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Global Mission

Are There Still Mission Challenges?

We thank God for the growth of the Seventh-day Adventist Church since Global Mission began some three decades ago. We’ve reached many new people groups and entered new countries. We’ve planted thousands of new churches. We’ve seen literally millions of people find hope and salvation in Jesus. Of course, many mission challenges remain. But that’s nothing new!

When the good news about Jesus spread from Jerusalem some 2,000 years ago, it didn’t happen because the apostles came together, planned together, prayed together, and said, “I will go.”

No! Sadly, it happened as a side-effect, a by-product of persecution. When believers fled Jerusalem for safety, they shared the good news in the places where they landed.

One place they landed was Syrian Antioch, where the church was started by refugees from Jerusalem. Today’s Antioch—now called Antakya—is located just over the Turkish side of the border. And it’s still a destination for refugees. Tens of thousands of refugees have poured over the border from Syria in the past few years.

Antakya, Turkey

Rick Kajiura, communication director of Adventist Mission, recently visited Antakya. “It was here in Antioch that the followers of Jesus were first called Christians,” he said. “Antakya soon replaced Jerusalem as the mother church, and it became the base for sending out missionaries.

“The apostle Paul launched his missionary journeys from here, planting churches throughout Turkey and the then-known world. Today, Antakya is in the heart of the Ten-Forty Window, one of our most challenging mission areas, where more than sixty percent of the world’s population lives. In this window, there are some seven thousand unreached people groups. They’re considered unreached because they don’t have enough of a Christian presence to continue without outside help.

“In this window, you find some of the world’s poorest people and also some of the world’s richest. It’s also home to the world’s great religions, with only a handful of Christians. In fact, right here in the Middle East, there are cities of more than a million people and not one single Seventh-day Adventist.”

Of course, the urban mission challenge is not limited to the Middle East or the Ten-Forty Window. In Africa, Asia-Pacific, the Americas, and Europe, cities—where the majority of the world’s population now live—are our new mission field. And, of course, cities are home to every nation, kindred, tongue, and people.

In any large city today, you’ll find ethnic enclaves or neighborhoods such as Little Italy, Chinatown, Little India, or Little Korea—the list goes on. People like to stick together. And in the large cities, you’ll find every conceivable religion, belief system, or nonbelief system. And it’s this last group—the nonbelievers, the secular, the post-Christians, those who live their lives without any reference to God—that is particularly a mission challenge.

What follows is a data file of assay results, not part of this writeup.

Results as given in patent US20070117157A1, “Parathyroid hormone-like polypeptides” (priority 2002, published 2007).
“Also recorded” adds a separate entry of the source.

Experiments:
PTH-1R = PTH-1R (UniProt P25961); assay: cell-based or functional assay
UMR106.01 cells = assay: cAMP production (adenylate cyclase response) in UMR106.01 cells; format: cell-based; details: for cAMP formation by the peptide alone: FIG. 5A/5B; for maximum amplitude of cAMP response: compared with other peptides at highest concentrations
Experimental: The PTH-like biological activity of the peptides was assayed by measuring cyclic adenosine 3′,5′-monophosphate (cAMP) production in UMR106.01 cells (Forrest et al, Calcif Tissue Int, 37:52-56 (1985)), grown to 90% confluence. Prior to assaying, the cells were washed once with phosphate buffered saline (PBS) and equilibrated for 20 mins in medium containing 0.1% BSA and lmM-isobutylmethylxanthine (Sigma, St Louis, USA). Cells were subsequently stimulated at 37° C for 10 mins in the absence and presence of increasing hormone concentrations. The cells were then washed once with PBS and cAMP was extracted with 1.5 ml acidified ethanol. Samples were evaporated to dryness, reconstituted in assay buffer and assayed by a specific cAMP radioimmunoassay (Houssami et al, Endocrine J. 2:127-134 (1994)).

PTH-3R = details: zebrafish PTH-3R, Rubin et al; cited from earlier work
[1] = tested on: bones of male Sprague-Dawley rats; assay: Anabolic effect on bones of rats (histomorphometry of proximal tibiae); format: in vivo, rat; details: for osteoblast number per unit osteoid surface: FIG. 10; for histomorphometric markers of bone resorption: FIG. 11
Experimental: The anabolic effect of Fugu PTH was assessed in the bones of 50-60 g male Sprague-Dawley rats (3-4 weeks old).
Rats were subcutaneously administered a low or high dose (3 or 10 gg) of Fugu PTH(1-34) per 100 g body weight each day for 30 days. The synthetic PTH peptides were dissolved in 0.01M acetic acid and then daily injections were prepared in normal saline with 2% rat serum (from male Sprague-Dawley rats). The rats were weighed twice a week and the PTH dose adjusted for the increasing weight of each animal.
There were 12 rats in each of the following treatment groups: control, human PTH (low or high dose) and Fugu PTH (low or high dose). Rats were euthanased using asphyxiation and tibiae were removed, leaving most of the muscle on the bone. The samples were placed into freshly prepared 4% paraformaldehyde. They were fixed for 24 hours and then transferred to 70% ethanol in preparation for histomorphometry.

How do we even begin to reach people who don’t believe in God and have never seen a Bible?

How do you begin to reach people who are rich and increased with goods and feel they have need of nothing?

These questions have confronted the church in Australia, New Zealand, and Europe for many years. Now they’re starting to confront the church in every world territory.

Saint Marks was built in the 1820s as a Church of England chapel. Today, it is no longer a place of worship. It is the Mercado Mayfair. It’s a food hall where people come to eat, to drink, to socialize. And it’s like hundreds of other former church buildings throughout England, throughout Europe, that no longer serve their original purpose. They have become apartments. They have become restaurants and bars and art galleries and yoga studios, serving every purpose except that original purpose, and they symbolize the new post-Christian society that we are facing.

Today, we look at the growing secular and post-Christian populations. We look at the adherence of other world religions and unreached people groups in the Ten-Forty Window. We look at the cities.

In the face of such huge mission challenges, some see walls, but we see opportunities.

Many see a lack of funds, but we see the Source of all funds.

Many see our weakness, but we see His strength.

God has invited us to participate with Him in His mission of salvation here on earth. Who will say, “I will go?”

Our church urgently needs people who will answer God’s call to reach the unreached with hope and share the good news of Jesus. People who will say, “I will go!” Reach the World: I Will Go is the Seventh-day Adventist Church’s strategic plan for 2020 to 2025. It’s a rallying cry to all members to fulfill the Great Commission, inspiring and equipping them to use their God-given spiritual gifts in witness and service to Christ. I Will Go outlines specific objectives and ways to accomplish this task. Explore the “I Will Go” plan at and find your place in this global movement!

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